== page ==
What You Need to Know About Breast Cancer
Breast cancer is one of the most common types of cancer humans, especially women, experience. And, while having an immediate relative diagnosed with breast cancer nearly doubles a woman’s chances for diagnosis, most cases are a result of the natural aging process and life circumstances, not genetics.
How does breast cancer form?
As with most cancers, breast cancer is a mutation of cells. What you may not know is that there are multiple types of breast cancer, and those can be classified as invasive and non-invasive.
Non-invasive breast cancers are localized in the milk ducts or lobules (milk-producing glands) and don’t spread into the surrounding breast or other body tissues. But most breast cancers are invasive, meaning cancer can grow (or “metastasize”) into surrounding breast tissue and other tissues — most commonly the lymph nodes, lungs, liver, bones, and sometimes the brain.
Breast cancer fast facts
- Breast cancer is the most common cancer globally
- On average, every 2 minutes a woman in the united states is diagnosed with breast cancer
- 1 in 8 women will develop invasive breast cancer at some point in her life
- 1 in 833 men will develop breast cancer at some point in his life
- About 30% of new cancer diagnoses in women will be breast cancers
- In 2021, there will be roughly an estimated 330,000 new cases of breast cancer (invasive or non-invasive)
- (invasive and non-invasive)
- About 85% of breast cancer occurs in women with no family history of breast cancer
Risk factors for breast cancer
The primary risk factors for breast cancer are sex (being a woman) and age (most breast cancers are found in women 50 and older). While there are a few risk factors you can’t change, like genetic predisposition or having dense breasts, these are responsible for a minority of cases.
And there are risk factors you can change. Consider this:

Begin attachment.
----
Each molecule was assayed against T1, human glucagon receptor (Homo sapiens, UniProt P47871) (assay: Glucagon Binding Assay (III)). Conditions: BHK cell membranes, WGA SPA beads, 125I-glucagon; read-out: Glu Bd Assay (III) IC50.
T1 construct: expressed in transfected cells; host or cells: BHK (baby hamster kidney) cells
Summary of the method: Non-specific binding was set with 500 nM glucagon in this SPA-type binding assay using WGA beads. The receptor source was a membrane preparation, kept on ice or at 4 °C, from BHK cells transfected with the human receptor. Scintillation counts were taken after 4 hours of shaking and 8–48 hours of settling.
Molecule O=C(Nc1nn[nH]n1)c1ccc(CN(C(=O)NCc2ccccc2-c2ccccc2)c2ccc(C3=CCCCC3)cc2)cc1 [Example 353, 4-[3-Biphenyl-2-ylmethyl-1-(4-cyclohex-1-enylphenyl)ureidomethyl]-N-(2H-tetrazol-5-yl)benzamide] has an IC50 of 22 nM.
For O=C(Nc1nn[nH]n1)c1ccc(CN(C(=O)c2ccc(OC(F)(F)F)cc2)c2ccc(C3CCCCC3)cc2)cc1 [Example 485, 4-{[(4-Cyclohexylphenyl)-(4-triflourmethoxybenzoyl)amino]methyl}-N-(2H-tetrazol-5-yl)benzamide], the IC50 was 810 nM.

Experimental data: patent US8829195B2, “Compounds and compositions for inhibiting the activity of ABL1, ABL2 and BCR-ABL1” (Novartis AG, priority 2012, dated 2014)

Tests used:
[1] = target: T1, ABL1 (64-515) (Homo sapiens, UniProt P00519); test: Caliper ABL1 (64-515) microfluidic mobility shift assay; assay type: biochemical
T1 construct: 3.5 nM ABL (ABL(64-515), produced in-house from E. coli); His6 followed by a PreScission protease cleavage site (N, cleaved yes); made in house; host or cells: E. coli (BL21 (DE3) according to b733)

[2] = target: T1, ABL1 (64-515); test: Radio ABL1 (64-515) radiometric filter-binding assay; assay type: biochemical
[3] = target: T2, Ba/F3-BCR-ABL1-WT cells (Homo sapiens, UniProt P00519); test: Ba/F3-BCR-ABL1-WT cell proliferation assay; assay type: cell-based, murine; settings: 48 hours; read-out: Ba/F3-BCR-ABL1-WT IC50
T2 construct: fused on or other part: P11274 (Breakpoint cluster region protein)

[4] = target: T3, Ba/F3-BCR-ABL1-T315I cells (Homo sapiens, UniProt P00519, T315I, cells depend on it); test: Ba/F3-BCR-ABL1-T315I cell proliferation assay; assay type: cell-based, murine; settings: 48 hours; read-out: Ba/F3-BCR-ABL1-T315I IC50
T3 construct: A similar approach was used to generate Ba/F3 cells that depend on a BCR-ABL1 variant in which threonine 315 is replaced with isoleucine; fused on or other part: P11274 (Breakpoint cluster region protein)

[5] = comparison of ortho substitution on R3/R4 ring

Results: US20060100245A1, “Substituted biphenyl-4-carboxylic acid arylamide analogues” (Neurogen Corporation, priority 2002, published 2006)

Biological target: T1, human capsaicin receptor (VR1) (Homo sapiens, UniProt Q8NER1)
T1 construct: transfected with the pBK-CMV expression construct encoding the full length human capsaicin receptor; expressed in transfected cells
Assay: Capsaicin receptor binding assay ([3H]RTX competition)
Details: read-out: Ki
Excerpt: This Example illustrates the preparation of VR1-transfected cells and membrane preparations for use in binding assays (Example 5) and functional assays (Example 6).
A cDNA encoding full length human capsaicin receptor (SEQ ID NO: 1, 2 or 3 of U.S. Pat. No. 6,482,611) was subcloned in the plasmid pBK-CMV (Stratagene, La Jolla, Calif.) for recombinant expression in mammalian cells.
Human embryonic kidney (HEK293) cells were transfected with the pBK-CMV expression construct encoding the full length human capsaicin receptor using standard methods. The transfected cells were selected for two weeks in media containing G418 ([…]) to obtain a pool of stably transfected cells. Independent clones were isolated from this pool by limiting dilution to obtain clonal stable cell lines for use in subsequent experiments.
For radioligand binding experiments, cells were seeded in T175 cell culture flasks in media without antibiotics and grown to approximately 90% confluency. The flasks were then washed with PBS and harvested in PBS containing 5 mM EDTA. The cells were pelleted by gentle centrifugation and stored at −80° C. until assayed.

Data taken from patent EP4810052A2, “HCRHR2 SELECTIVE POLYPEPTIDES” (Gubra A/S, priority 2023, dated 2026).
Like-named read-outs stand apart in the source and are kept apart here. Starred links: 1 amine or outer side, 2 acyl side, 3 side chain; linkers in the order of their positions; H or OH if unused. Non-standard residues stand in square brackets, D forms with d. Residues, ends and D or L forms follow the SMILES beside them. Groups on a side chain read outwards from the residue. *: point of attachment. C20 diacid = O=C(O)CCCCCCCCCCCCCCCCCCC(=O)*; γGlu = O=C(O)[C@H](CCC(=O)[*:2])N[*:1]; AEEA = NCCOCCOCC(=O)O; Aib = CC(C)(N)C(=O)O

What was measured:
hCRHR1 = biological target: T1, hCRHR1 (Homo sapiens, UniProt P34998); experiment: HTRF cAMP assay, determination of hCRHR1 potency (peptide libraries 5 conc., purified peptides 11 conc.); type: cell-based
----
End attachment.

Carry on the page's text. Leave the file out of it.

Women who are not physically active, who are overweight or obese post-menopause, and who have taken hormone replacement therapies, are at higher risk of breast cancer. Risk also rises with alcohol consumption.
Why is breast cancer so common?
One of the reasons breast cancer is so common is because cancers have their best opportunity to form and grow in areas with high levels of cell growth — glands, for instance. And a breast is full of small glands, providing lots of opportunities for abnormal cell growth. (You can read a great explanation of this in this article featuring a quote from Dr. Tari King, chief of breast surgery at Dana-Farber/Brigham and Women’s Cancer Center in Boston.)
How to reduce my risk?
Breast cancer, and cancer in general, is often defined by its unfortunate unpredictability, but there are some things you can do to proactively reduce your risk. Maintaining a healthy weight, staying physically active, and avoiding (or limiting) alcohol can help. Research also suggests that women with low levels of vitamin D may have a higher risk of breast cancer, so make sure you’re getting enough (and learn more about Vitamin D here).
How to monitor breast health
According to cancer.org, women have the option to start incorporating annual breast cancer screenings with mammograms into their yearly medical care routine starting around age 40. Mammograms are recommended yearly from age 45-54 and then every other year from age 55+.
What about breast self-examination (BSE)?
You may have heard about the importance of performing regular breast self-examinations (BSEs). Many experts are shifting the focus away from technical self-examinations to a general awareness of what your breasts look and feel like at any given time.
However, a BSE can still be a good tool to help you establish a baseline of your breasts’ normal state. Whether you prefer to follow the BSE steps or Johns Hopkins’ principles of breast self-awareness, it is important to be in touch with your body and be able to pinpoint any concerning change in your breasts. Knowing your breasts’ natural state is critical for staying aware of your breast health and should be part of every person’s wellness routine.
- Breastcancer.com. U.S. Breast Cancer Statistics.
- Cleveland Clinic. 2021. Where Does Breast Cancer Spread?
- CDC.gov. Breast Cancer. What Are the Risk Factors?
- Howley, Elaine. U.S. News Health. (March 2017) What Makes Breast Tissue Susceptible to Cancer?
- Cancer.org. Five Ways to Help Reduce Your Breast Cancer Risk.